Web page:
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The Rose Parade's Evolution Into A Cultural Event

Jan 1, 2013



Right now in Pasadena, the floats in the annual Tournament of Roses Parade are the homestretch. The Rose Parade is a long-established national tradition, of course, watched every year by hundreds of thousands across the country. Los Angeles Times columnist Patt Morrison covered the event many times and wrote today: Its huge cultural shadow has been as much about what you didn't see on display as what you did.

If you live in or around Pasadena and listen to KPCC, we want to hear from you. What does the Rose Parade mean to you? Our phone number, 800-989-8255. Email us: talk@npr.org. And you can join the conversation on our website. Go to npr.org, click on TALK OF THE NATION.

Patt Morrison also a special correspondent for member station KPCC in that tournament's hometown, joins us now from her home in Los Angeles. Happy New Year.

PATT MORRISON, BYLINE: Happy New Year, Neal.

CONAN: And I understand, you could see the parade from your house?

MORRISON: I can't see the parade, but I can see the blimp. And, of course, we have snow-covered mountains and palm trees. It's a perfect California day.

CONAN: Well, let's dive a little bit into the history. Of course, we associate the parade with the football game. The parade considerably precedes the football game in history.

MORRISON: There were camel races before there was a football game, but there was a parade.

CONAN: And how did they get started?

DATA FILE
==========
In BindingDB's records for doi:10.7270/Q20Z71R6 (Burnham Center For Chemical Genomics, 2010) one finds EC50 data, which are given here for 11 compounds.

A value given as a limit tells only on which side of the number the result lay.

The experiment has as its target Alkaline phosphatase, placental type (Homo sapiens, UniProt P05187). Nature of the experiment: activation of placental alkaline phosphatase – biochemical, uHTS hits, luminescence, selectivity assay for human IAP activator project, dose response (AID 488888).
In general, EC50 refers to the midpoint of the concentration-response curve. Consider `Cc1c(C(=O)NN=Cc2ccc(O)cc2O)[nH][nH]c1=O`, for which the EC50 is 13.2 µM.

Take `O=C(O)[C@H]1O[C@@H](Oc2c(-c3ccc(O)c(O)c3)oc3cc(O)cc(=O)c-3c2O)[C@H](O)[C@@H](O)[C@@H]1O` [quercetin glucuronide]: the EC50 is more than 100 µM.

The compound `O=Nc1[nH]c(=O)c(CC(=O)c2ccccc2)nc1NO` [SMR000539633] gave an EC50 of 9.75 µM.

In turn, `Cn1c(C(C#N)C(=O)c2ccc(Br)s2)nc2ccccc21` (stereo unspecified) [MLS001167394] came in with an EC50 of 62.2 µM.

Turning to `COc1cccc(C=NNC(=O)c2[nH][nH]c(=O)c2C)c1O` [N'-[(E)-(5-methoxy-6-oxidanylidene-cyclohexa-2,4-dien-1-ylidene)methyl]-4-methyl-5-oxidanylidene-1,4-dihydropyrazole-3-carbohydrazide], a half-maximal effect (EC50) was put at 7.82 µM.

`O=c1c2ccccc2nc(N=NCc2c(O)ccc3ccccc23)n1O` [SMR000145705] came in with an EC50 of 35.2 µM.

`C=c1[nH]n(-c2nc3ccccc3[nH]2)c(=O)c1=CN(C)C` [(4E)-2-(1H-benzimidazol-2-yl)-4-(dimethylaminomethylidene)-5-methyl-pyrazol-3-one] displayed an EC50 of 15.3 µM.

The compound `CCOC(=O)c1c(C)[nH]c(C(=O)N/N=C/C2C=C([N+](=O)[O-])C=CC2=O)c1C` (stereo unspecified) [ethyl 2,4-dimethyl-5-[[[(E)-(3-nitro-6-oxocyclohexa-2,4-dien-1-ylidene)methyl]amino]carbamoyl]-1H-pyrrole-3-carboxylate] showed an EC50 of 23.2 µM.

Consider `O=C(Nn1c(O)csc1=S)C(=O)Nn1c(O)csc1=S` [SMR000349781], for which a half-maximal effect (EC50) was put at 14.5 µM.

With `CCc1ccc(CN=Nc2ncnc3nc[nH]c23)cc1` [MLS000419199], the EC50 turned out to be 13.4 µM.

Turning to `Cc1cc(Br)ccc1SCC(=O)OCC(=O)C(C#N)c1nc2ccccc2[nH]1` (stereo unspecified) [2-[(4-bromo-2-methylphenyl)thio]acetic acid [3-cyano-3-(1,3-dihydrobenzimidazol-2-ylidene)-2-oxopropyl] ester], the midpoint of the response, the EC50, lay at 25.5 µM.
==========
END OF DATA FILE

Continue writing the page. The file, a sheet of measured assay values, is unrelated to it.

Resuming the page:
MORRISON: It got started in 1890 because the city fathers in Pasadena wanted to show New York, the rest of the world insofar as it could then that this was a place where roses were still blooming in the middle of winter, to show off the beauties of Southern California.

CONAN: And it's a grand spectacle. Of course, I gather, it must have started out rather smaller.

MORRISON: It did, people in their carriages and little boys with their wagons all dolled up with flowers. But once they started televising in the 1950s, in particular, it became an international event. And the focus wasn't just on the escapism, on the family friendly theme, but who was in the parade and who wasn't.

CONAN: Well, it's interesting, you go back to 1950 and that, of course, was a year - well, 1952, year of political transition as Democrats finally were leaving the White House after a good long time.

MORRISON: This was before the election, January before the election of '52. And one of the floats showed the Republican donkey - or Republican elephant entering the White House and a Democratic donkey leaving it. So there'd been a lot of political themes. A lot of the grand marshals had been Republican politicians. California used to be a Republican state, but it has been traditional and conservative for many years.

CONAN: And in the - a reflection, too, of the nation's racial tensions in the '50s and '60s.